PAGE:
I was fortunate and privileged enough that my heritage played no part in my decision to attend Oxford, the barrier for me seemed to be an intellectual one rather than anything else. I saw, rather optimistically and naively, that Oxford was a place where if you had a passion to learn about your subject, you could make it, irrespective of your background. I only realised once I got here how many factors are in play; Oxford has a long way to go in regard to putting the brilliant and widening discourse surrounding admissions into action. There are students doing dazzling work to show that there is a place for everyone at Oxford, demystifying the applications process and providing mentor schemes for under-privileged and BAME students. While the large majority of the student body are united in a message of equality, this enthusiasm needs to be picked up by the University in a more action-driven way. Oxford is getting better every day with how it approaches prospective students, particularly those who may find the concept of Oxford elitist and daunting. However, it has a long way to go. As students who have both the experience of facing some kind of adversity and the privilege of being at this kind of institution, we have a duty to change things for the better for young people who have dreams of flourishing academically, but currently not the means.

My experiences at Oxford have made me vastly more aware of my mixed identity. I grew up very content not to really think about it, I thought of myself as White as any of the other girls I went to school with. The power of the discourse in Oxford, and the sheer importance of people speaking their experiences and trying to make a difference has been enough for me to be able to claim my own identity. Before our creation of the Mixed Heritage Society, I experienced a sense of displacement. I didn’t fully belong in any of the societies for specific nationalities, because I didn’t feel like I was ‘enough’ of a singular one. It has been unbelievably rewarding bringing this society to fruition; meeting people who are so excited and relieved to have found a space in the bustling identity discourse at Oxford that they can call their own has been the most rewarding part. To generalise, I have found what mixed-race people feel they lack is a real sense of belonging, we aim to provide this for them.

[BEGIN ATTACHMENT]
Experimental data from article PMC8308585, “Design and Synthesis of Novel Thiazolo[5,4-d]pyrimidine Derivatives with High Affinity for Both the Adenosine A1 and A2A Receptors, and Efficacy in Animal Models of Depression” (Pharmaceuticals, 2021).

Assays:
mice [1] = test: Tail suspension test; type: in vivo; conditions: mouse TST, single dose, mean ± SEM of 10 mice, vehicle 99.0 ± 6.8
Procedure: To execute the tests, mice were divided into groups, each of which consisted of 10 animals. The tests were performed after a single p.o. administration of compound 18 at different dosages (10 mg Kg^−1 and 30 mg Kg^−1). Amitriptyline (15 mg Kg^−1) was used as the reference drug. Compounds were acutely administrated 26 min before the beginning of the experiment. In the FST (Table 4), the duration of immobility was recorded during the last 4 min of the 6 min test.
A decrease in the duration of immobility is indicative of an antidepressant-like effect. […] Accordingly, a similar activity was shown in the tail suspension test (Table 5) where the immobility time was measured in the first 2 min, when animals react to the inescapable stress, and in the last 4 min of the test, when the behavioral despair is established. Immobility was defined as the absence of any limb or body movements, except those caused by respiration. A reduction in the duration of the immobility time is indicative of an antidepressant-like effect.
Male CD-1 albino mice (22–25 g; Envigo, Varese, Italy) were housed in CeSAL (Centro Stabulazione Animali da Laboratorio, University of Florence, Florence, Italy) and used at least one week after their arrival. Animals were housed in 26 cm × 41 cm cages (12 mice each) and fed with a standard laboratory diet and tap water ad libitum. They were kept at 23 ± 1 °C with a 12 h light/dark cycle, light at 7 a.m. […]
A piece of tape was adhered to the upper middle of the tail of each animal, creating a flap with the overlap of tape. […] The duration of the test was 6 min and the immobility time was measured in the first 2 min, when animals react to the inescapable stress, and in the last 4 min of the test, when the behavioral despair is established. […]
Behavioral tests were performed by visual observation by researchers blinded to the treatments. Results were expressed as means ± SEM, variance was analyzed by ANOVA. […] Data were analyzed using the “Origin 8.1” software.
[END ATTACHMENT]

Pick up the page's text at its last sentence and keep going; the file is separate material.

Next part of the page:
In the context of the University of Oxford, we hope our names; faces and stories will emphasise that there is a place for everyone at Oxford. According to last year’s admissions data, 700 Oxford undergraduates identify as mixed. In 2016, BAME students accounted for 15.9% of the undergraduate intake. Oxford is diversifying, albeit slowly. We hope to empower mixed heritage students at Oxford and foster a community where they can safely share their own opinions, experiences and stories